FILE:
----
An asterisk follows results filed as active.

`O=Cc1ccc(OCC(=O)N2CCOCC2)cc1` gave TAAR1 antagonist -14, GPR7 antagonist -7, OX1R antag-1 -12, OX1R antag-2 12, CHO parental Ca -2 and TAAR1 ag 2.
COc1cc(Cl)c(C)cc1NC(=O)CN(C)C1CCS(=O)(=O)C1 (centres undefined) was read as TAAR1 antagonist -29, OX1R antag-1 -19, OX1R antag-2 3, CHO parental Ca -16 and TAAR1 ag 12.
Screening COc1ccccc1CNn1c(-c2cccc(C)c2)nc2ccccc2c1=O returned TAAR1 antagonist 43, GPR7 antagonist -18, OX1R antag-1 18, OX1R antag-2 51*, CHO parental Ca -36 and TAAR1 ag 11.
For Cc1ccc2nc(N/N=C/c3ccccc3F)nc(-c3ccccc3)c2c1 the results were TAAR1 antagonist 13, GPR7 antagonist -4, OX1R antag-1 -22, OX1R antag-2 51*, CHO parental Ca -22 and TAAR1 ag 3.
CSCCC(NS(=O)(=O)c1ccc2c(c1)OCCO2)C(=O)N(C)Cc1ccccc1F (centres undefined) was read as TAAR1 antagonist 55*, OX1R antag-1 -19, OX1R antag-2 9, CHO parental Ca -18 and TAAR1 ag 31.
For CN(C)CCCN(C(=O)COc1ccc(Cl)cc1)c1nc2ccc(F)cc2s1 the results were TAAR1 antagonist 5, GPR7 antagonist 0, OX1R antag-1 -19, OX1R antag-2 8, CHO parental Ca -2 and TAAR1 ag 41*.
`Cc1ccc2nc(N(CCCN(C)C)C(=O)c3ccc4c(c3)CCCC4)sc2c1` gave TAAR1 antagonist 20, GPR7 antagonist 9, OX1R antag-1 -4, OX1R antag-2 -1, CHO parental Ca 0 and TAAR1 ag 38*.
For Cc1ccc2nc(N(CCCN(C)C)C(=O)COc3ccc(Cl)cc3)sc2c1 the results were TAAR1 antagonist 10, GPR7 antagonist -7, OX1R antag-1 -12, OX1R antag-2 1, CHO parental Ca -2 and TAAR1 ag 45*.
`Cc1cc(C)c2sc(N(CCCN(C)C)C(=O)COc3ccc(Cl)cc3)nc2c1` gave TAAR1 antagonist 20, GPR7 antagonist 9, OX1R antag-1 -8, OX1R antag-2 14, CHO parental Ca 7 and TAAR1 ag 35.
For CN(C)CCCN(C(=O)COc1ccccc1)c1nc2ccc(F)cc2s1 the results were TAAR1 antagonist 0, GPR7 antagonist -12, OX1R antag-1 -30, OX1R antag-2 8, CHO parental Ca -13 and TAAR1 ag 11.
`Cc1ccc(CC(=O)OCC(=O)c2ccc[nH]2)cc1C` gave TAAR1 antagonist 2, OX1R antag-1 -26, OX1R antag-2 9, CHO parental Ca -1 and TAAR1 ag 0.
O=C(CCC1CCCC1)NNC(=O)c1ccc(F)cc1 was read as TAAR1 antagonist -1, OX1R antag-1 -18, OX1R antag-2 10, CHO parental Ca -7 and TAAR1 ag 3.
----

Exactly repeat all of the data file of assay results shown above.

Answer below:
An asterisk follows results filed as active.

`O=Cc1ccc(OCC(=O)N2CCOCC2)cc1` gave TAAR1 antagonist -14, GPR7 antagonist -7, OX1R antag-1 -12, OX1R antag-2 12, CHO parental Ca -2 and TAAR1 ag 2.
COc1cc(Cl)c(C)cc1NC(=O)CN(C)C1CCS(=O)(=O)C1 (centres undefined) was read as TAAR1 antagonist -29, OX1R antag-1 -19, OX1R antag-2 3, CHO parental Ca -16 and TAAR1 ag 12.
Screening COc1ccccc1CNn1c(-c2cccc(C)c2)nc2ccccc2c1=O returned TAAR1 antagonist 43, GPR7 antagonist -18, OX1R antag-1 18, OX1R antag-2 51*, CHO parental Ca -36 and TAAR1 ag 11.
For Cc1ccc2nc(N/N=C/c3ccccc3F)nc(-c3ccccc3)c2c1 the results were TAAR1 antagonist 13, GPR7 antagonist -4, OX1R antag-1 -22, OX1R antag-2 51*, CHO parental Ca -22 and TAAR1 ag 3.
CSCCC(NS(=O)(=O)c1ccc2c(c1)OCCO2)C(=O)N(C)Cc1ccccc1F (centres undefined) was read as TAAR1 antagonist 55*, OX1R antag-1 -19, OX1R antag-2 9, CHO parental Ca -18 and TAAR1 ag 31.
For CN(C)CCCN(C(=O)COc1ccc(Cl)cc1)c1nc2ccc(F)cc2s1 the results were TAAR1 antagonist 5, GPR7 antagonist 0, OX1R antag-1 -19, OX1R antag-2 8, CHO parental Ca -2 and TAAR1 ag 41*.
`Cc1ccc2nc(N(CCCN(C)C)C(=O)c3ccc4c(c3)CCCC4)sc2c1` gave TAAR1 antagonist 20, GPR7 antagonist 9, OX1R antag-1 -4, OX1R antag-2 -1, CHO parental Ca 0 and TAAR1 ag 38*.
For Cc1ccc2nc(N(CCCN(C)C)C(=O)COc3ccc(Cl)cc3)sc2c1 the results were TAAR1 antagonist 10, GPR7 antagonist -7, OX1R antag-1 -12, OX1R antag-2 1, CHO parental Ca -2 and TAAR1 ag 45*.
`Cc1cc(C)c2sc(N(CCCN(C)C)C(=O)COc3ccc(Cl)cc3)nc2c1` gave TAAR1 antagonist 20, GPR7 antagonist 9, OX1R antag-1 -8, OX1R antag-2 14, CHO parental Ca 7 and TAAR1 ag 35.
For CN(C)CCCN(C(=O)COc1ccccc1)c1nc2ccc(F)cc2s1 the results were TAAR1 antagonist 0, GPR7 antagonist -12, OX1R antag-1 -30, OX1R antag-2 8, CHO parental Ca -13 and TAAR1 ag 11.
`Cc1ccc(CC(=O)OCC(=O)c2ccc[nH]2)cc1C` gave TAAR1 antagonist 2, OX1R antag-1 -26, OX1R antag-2 9, CHO parental Ca -1 and TAAR1 ag 0.
O=C(CCC1CCCC1)NNC(=O)c1ccc(F)cc1 was read as TAAR1 antagonist -1, OX1R antag-1 -18, OX1R antag-2 10, CHO parental Ca -7 and TAAR1 ag 3.